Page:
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The On-Line Institute for Advanced Loyalist Studies

American Legion
Arnold to Clinton

London May 26th 1783-


In Complyance with your request to me to State the Claims of the American Legion in writing for your Consideration, I beg leave to observe, that It appears by my Warrant, that the Corps was to Consist of One Colonel, two Lieut. Colonels, two Majors, Eleven Captains, Sixteen Lieutenants, Sixteen Cornets and Ensigns, and Nine hundred and Sixty Non-Commissioned Officers, and Soldiers.

It also appears by the Returns that there has been appointed, and now belong to the Legion One Major, Six Captains, five Lieutenants, three Cornets and Ensigns, who ought to have raised 331 Men to Intitle them to their Commissions, Vizt.
          a Major                                                 40
          6 Captain 30 each                            180
          5 Lieutenants 15 ea                            75
          3 Cornets & Ensigns 12 ea                36  

It also appears by the Returns made in March 1782 that the Above mentioned officers had then Inlisted 386 Men, which was 55 over, and above their Compliment, 39 of whom were Claimed, and Delivered up to the Navy, tho' in my Opinion very Unjustly, as they were Deserters from Mr. Washington's Army, who had previous to their being Inlisted, gone through an Examination at Head Quarters, and the Commandants, and had taken an Oath that they Did not belong to the Navy, yet afterwards (at the Instance of Colonel INNES) when they had Spent their Bounty, they were given up to the Navy, without any other proof than their base Assertion, that they once belonged to It;

and the Officers who Inlisted them and paid their Bounty on their being Inspected, were very Unjustly Subjected to the loss of their Bounty, Pay, and Cloathing which they had Advanced to them. The Men Claimed and delivered to the Navy Since March 1782, have been more than replaced by those Inlisted since, and these Men have been raised at an Expence of upwards of Four thousand Guineas to the Officers.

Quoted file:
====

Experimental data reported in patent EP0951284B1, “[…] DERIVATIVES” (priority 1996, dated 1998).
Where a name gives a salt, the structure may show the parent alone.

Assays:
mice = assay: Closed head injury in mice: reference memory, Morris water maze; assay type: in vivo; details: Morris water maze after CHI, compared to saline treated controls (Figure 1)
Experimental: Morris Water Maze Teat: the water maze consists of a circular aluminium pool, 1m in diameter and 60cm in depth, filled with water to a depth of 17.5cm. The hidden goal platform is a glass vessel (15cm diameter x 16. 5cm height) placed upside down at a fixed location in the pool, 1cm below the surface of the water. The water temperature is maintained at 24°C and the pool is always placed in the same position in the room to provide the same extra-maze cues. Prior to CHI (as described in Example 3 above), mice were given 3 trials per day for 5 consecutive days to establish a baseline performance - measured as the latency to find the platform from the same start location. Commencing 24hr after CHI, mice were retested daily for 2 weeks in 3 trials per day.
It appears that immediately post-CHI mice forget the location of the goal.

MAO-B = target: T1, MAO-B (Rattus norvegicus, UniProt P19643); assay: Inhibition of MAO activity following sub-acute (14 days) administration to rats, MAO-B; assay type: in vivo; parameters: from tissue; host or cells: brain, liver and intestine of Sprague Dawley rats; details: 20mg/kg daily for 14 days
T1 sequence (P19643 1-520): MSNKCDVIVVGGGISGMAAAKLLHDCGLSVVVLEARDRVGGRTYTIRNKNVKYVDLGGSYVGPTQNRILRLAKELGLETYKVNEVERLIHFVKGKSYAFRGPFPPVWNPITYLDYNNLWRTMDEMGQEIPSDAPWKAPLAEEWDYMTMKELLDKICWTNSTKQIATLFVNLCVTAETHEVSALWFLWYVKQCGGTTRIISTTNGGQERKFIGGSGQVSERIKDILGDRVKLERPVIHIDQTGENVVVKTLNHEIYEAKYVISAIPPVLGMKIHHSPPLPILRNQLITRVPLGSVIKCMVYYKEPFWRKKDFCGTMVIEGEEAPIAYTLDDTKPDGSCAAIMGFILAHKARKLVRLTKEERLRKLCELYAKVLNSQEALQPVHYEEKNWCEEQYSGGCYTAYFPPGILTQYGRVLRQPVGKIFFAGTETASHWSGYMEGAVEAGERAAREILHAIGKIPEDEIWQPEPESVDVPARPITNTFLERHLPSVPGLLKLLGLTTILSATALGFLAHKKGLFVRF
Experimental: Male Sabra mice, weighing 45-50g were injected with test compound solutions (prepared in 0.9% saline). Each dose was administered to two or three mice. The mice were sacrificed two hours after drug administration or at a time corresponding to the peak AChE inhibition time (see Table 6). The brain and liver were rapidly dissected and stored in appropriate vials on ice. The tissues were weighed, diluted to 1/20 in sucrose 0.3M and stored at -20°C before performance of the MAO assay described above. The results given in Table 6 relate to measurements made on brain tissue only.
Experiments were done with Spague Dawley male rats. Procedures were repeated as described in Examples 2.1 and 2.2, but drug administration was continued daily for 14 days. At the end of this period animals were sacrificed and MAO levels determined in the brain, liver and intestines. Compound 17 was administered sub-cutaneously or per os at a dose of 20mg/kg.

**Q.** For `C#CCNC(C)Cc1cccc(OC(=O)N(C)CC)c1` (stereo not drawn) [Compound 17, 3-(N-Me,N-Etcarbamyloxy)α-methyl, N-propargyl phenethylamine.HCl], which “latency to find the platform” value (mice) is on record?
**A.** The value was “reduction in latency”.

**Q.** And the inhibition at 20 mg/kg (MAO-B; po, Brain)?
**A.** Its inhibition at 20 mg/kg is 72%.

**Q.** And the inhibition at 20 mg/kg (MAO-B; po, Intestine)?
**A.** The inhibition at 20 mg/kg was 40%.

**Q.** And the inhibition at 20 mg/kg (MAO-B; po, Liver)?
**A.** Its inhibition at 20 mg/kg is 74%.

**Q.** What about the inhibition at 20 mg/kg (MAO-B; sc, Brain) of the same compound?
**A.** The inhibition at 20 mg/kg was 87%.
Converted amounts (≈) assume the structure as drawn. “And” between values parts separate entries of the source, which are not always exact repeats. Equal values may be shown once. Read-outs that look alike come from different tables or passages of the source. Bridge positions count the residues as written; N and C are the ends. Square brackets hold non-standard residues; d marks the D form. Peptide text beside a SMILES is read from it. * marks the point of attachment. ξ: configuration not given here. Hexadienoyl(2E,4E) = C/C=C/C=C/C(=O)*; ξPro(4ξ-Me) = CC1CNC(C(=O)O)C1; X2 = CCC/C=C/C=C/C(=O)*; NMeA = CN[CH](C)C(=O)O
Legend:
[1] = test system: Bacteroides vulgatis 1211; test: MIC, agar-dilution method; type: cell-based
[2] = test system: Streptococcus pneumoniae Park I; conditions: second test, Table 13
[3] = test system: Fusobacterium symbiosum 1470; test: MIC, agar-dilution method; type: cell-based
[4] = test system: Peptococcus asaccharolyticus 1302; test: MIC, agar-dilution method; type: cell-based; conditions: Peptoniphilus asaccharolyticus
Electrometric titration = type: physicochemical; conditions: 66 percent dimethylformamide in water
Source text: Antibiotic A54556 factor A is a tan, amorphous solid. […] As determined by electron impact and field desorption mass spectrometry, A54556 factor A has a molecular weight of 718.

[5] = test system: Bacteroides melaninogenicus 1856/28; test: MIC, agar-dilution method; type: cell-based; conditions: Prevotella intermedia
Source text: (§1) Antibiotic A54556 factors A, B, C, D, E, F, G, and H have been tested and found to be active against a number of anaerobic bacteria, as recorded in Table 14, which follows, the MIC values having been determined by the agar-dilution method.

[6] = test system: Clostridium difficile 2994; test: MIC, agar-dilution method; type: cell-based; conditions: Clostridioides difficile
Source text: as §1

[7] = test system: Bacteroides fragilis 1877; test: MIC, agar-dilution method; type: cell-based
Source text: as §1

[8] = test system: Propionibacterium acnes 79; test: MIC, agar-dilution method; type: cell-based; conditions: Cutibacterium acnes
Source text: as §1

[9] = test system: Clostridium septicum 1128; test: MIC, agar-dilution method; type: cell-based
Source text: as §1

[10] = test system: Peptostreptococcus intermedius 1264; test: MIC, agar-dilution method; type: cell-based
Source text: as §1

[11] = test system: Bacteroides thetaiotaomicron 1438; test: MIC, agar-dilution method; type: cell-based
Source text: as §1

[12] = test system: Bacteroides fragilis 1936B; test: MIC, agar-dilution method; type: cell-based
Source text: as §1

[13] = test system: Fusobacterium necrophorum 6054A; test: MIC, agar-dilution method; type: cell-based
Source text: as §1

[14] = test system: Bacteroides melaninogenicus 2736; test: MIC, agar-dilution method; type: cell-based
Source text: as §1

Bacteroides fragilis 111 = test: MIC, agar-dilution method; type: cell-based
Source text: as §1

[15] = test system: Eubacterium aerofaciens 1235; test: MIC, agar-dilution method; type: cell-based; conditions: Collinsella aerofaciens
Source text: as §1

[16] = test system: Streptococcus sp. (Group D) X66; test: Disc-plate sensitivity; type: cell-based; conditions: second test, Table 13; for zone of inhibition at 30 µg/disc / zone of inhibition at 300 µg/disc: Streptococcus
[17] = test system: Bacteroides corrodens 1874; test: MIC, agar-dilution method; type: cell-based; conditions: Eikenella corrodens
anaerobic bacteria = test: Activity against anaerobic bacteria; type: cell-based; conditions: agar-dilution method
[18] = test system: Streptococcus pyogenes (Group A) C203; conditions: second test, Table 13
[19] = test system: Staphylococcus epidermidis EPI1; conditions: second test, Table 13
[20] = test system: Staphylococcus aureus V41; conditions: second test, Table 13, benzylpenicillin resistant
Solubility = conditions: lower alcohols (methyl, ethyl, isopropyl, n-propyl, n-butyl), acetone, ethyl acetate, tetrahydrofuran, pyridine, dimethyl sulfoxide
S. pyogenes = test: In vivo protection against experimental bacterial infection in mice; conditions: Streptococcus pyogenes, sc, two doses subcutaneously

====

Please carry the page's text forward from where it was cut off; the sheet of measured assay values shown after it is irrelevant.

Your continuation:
When these things are Considered and that the Fifteen Officers Appointed have (Notwithstanding every Impediment,) not only raised their full Compliment, but 46 Men over and Above, by the 15th of March 1782, (at which time most of them were prevented from recruiting by a General Order,) I make no doubt that your Excellency will agree with me, that they have great Merit, and are Justly Intitled to half pay, and that You will recommend them for the Same, especially when you Consider the Sacrifices which they have made, by Joining the Kings Arms, and the very great Expence they have Incurred by Recruiting (which I believe exceeds what would have been necessary to have raised a Compleat Regiment early in the War,) and has ruined most of them, who have now no dependence, but on their half pay, which they understood was promised them by Your Excellencey, and they Conceive that they have an equal Claim to It, with the Officers of other Regiments, altho the Legion has not been compleated to It's full numbers, yet their numbers have been greater in proportion to the Number of Officers who Claim half pay, than those of many other Corps who have been Recommended.

I have the honor to be with great Respect Sir,
Your most Obedt. & Mo. Hble. Servt.

   &c &c &c

University of Michigan, William L. Clements Library, Sir Henry Clinton Papers, Volume 197, item 40.

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